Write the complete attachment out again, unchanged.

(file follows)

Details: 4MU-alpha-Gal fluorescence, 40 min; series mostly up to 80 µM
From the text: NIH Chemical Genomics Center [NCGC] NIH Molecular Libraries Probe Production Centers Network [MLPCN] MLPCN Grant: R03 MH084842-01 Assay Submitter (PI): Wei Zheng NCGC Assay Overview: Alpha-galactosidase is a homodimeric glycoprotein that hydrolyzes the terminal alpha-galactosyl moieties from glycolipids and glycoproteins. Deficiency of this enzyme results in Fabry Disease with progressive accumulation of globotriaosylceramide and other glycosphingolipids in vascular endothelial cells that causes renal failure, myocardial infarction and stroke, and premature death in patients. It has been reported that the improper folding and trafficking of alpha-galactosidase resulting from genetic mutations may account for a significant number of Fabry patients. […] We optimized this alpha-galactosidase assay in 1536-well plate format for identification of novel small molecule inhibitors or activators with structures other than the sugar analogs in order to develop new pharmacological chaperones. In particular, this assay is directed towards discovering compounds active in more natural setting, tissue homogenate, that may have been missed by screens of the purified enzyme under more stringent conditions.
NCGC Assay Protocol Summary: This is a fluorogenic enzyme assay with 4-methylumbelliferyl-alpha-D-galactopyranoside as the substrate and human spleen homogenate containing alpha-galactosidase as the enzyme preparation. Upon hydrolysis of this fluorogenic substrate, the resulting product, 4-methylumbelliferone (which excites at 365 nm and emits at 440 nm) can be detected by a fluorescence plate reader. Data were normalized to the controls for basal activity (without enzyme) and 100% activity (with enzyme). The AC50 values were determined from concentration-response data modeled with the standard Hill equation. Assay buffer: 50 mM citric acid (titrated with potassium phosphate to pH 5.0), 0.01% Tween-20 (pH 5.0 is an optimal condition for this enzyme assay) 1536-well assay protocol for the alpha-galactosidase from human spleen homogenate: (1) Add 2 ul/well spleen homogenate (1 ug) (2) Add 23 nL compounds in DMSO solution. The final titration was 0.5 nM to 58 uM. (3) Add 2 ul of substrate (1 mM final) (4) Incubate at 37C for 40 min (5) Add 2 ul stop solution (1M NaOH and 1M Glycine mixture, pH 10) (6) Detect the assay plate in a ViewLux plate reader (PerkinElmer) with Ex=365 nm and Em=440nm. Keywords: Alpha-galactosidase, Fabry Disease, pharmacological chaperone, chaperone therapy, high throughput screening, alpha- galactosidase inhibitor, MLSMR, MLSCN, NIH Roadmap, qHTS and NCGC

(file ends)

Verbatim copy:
Details: 4MU-alpha-Gal fluorescence, 40 min; series mostly up to 80 µM
From the text: NIH Chemical Genomics Center [NCGC] NIH Molecular Libraries Probe Production Centers Network [MLPCN] MLPCN Grant: R03 MH084842-01 Assay Submitter (PI): Wei Zheng NCGC Assay Overview: Alpha-galactosidase is a homodimeric glycoprotein that hydrolyzes the terminal alpha-galactosyl moieties from glycolipids and glycoproteins. Deficiency of this enzyme results in Fabry Disease with progressive accumulation of globotriaosylceramide and other glycosphingolipids in vascular endothelial cells that causes renal failure, myocardial infarction and stroke, and premature death in patients. It has been reported that the improper folding and trafficking of alpha-galactosidase resulting from genetic mutations may account for a significant number of Fabry patients. […] We optimized this alpha-galactosidase assay in 1536-well plate format for identification of novel small molecule inhibitors or activators with structures other than the sugar analogs in order to develop new pharmacological chaperones. In particular, this assay is directed towards discovering compounds active in more natural setting, tissue homogenate, that may have been missed by screens of the purified enzyme under more stringent conditions.
NCGC Assay Protocol Summary: This is a fluorogenic enzyme assay with 4-methylumbelliferyl-alpha-D-galactopyranoside as the substrate and human spleen homogenate containing alpha-galactosidase as the enzyme preparation. Upon hydrolysis of this fluorogenic substrate, the resulting product, 4-methylumbelliferone (which excites at 365 nm and emits at 440 nm) can be detected by a fluorescence plate reader. Data were normalized to the controls for basal activity (without enzyme) and 100% activity (with enzyme). The AC50 values were determined from concentration-response data modeled with the standard Hill equation. Assay buffer: 50 mM citric acid (titrated with potassium phosphate to pH 5.0), 0.01% Tween-20 (pH 5.0 is an optimal condition for this enzyme assay) 1536-well assay protocol for the alpha-galactosidase from human spleen homogenate: (1) Add 2 ul/well spleen homogenate (1 ug) (2) Add 23 nL compounds in DMSO solution. The final titration was 0.5 nM to 58 uM. (3) Add 2 ul of substrate (1 mM final) (4) Incubate at 37C for 40 min (5) Add 2 ul stop solution (1M NaOH and 1M Glycine mixture, pH 10) (6) Detect the assay plate in a ViewLux plate reader (PerkinElmer) with Ex=365 nm and Em=440nm. Keywords: Alpha-galactosidase, Fabry Disease, pharmacological chaperone, chaperone therapy, high throughput screening, alpha- galactosidase inhibitor, MLSMR, MLSCN, NIH Roadmap, qHTS and NCGC